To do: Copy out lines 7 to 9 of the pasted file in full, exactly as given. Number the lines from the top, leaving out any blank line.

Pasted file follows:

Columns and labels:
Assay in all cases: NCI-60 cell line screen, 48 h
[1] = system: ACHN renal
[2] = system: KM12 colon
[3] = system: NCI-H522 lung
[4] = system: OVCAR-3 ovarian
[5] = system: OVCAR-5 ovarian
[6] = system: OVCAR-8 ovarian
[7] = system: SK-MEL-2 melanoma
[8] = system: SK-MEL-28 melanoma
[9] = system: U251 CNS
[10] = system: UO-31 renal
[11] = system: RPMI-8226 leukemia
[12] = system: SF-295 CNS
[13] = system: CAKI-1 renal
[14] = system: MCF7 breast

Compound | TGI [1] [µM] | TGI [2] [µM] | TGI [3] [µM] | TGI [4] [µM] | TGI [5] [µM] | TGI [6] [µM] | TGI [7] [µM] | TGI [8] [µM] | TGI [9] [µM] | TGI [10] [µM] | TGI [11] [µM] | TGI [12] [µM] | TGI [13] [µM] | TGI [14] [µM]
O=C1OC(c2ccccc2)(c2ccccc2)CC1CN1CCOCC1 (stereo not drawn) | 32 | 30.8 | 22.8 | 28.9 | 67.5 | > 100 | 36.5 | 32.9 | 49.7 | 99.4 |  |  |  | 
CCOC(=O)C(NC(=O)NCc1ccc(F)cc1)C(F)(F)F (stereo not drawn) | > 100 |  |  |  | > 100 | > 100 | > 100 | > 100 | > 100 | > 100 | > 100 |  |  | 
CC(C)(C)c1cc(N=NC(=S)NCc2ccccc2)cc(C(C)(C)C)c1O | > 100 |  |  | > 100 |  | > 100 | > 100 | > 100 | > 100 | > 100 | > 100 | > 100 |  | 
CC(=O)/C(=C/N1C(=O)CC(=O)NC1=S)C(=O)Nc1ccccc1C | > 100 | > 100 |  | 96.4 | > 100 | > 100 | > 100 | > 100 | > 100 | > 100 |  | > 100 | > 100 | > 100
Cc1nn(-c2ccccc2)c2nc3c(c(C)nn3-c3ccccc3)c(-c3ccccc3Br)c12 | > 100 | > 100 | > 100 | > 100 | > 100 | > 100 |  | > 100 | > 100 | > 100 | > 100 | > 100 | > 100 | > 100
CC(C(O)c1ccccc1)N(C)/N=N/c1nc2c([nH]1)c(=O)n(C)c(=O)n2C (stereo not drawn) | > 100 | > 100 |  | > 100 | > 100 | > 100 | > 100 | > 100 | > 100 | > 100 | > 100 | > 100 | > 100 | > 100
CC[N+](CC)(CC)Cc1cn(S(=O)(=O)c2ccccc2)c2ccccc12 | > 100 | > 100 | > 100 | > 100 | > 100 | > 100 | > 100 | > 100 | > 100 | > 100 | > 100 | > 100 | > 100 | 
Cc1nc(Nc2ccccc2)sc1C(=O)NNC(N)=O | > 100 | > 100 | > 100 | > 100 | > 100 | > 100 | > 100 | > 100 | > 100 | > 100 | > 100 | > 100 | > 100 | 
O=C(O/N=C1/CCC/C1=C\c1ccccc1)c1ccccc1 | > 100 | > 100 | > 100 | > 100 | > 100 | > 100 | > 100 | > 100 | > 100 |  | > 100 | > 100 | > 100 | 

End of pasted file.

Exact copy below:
[5] = system: OVCAR-5 ovarian
[6] = system: OVCAR-8 ovarian
[7] = system: SK-MEL-2 melanoma